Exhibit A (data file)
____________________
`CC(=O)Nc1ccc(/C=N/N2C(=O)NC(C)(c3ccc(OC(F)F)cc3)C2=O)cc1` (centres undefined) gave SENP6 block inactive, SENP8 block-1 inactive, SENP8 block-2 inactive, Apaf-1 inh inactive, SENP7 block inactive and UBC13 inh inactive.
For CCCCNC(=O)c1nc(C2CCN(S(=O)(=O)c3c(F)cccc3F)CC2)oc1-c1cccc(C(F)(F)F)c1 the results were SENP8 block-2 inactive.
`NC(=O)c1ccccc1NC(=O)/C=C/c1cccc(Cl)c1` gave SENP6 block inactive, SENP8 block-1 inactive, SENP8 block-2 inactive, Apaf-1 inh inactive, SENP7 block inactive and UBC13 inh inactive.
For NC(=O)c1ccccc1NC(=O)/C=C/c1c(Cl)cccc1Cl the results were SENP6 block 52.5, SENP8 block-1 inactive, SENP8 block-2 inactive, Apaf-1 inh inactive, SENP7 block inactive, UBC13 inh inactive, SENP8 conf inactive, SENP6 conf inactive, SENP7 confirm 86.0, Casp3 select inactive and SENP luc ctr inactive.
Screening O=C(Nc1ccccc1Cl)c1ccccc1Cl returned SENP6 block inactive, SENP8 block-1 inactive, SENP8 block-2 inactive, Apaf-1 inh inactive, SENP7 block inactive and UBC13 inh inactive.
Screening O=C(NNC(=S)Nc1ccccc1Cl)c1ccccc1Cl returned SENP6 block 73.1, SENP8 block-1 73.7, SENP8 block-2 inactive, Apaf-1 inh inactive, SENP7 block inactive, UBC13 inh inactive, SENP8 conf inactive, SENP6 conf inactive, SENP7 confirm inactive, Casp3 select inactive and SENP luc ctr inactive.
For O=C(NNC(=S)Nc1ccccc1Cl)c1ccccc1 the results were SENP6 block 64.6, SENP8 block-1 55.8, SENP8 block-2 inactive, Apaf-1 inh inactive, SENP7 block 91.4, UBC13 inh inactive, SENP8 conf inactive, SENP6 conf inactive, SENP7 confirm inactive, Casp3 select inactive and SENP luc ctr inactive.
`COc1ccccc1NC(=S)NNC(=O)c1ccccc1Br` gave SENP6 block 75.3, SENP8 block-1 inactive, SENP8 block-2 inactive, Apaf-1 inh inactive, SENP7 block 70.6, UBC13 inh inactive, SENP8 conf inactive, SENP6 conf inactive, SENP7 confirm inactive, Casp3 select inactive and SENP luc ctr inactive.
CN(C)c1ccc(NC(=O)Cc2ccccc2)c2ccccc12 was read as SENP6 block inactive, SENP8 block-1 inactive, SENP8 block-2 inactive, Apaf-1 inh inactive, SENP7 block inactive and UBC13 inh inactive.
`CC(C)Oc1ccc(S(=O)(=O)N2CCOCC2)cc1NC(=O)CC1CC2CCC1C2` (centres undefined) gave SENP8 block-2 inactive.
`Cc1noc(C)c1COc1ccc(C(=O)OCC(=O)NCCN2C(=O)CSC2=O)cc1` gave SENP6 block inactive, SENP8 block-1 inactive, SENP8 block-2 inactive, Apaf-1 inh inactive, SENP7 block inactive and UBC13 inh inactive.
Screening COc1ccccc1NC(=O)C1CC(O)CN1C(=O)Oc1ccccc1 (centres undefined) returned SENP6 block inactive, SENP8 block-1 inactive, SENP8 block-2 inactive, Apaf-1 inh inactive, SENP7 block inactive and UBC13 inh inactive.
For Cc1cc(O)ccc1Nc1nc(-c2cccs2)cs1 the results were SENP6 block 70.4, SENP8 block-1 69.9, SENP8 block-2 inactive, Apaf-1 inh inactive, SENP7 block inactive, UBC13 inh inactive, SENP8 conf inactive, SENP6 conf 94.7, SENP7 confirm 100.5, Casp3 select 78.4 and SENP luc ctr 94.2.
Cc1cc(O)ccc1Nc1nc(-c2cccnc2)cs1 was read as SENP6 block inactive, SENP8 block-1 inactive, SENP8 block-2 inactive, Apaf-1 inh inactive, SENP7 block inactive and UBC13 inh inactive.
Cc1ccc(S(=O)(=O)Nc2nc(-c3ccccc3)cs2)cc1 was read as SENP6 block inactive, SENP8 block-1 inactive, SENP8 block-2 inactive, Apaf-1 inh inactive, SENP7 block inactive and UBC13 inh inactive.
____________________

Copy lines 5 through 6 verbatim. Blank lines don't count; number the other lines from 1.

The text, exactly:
Screening O=C(Nc1ccccc1Cl)c1ccccc1Cl returned SENP6 block inactive, SENP8 block-1 inactive, SENP8 block-2 inactive, Apaf-1 inh inactive, SENP7 block inactive and UBC13 inh inactive.
Screening O=C(NNC(=S)Nc1ccccc1Cl)c1ccccc1Cl returned SENP6 block 73.1, SENP8 block-1 73.7, SENP8 block-2 inactive, Apaf-1 inh inactive, SENP7 block inactive, UBC13 inh inactive, SENP8 conf inactive, SENP6 conf inactive, SENP7 confirm inactive, Casp3 select inactive and SENP luc ctr inactive.